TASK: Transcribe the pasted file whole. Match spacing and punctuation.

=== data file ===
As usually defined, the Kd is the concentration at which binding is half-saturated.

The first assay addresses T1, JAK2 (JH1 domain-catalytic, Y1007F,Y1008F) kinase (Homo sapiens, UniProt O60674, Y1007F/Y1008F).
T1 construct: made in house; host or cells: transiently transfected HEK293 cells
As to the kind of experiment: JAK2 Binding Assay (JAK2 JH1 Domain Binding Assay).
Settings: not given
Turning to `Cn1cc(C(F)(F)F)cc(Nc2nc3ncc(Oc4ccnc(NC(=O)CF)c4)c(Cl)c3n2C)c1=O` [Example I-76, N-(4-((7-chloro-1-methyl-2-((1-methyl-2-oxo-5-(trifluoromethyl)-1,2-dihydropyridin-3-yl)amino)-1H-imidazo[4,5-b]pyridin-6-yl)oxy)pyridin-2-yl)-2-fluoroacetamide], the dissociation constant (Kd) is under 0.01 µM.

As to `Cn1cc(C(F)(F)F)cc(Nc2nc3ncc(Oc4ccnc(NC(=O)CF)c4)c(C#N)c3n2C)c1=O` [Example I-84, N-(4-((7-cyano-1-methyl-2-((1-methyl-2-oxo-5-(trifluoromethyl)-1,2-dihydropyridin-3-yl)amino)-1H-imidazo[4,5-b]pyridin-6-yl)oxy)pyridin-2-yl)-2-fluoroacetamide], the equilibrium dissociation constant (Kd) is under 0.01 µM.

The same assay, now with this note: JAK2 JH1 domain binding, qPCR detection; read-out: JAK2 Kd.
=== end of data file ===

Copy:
As usually defined, the Kd is the concentration at which binding is half-saturated.

The first assay addresses T1, JAK2 (JH1 domain-catalytic, Y1007F,Y1008F) kinase (Homo sapiens, UniProt O60674, Y1007F/Y1008F).
T1 construct: made in house; host or cells: transiently transfected HEK293 cells
As to the kind of experiment: JAK2 Binding Assay (JAK2 JH1 Domain Binding Assay).
Settings: not given
Turning to `Cn1cc(C(F)(F)F)cc(Nc2nc3ncc(Oc4ccnc(NC(=O)CF)c4)c(Cl)c3n2C)c1=O` [Example I-76, N-(4-((7-chloro-1-methyl-2-((1-methyl-2-oxo-5-(trifluoromethyl)-1,2-dihydropyridin-3-yl)amino)-1H-imidazo[4,5-b]pyridin-6-yl)oxy)pyridin-2-yl)-2-fluoroacetamide], the dissociation constant (Kd) is under 0.01 µM.

As to `Cn1cc(C(F)(F)F)cc(Nc2nc3ncc(Oc4ccnc(NC(=O)CF)c4)c(C#N)c3n2C)c1=O` [Example I-84, N-(4-((7-cyano-1-methyl-2-((1-methyl-2-oxo-5-(trifluoromethyl)-1,2-dihydropyridin-3-yl)amino)-1H-imidazo[4,5-b]pyridin-6-yl)oxy)pyridin-2-yl)-2-fluoroacetamide], the equilibrium dissociation constant (Kd) is under 0.01 µM.

The same assay, now with this note: JAK2 JH1 domain binding, qPCR detection; read-out: JAK2 Kd.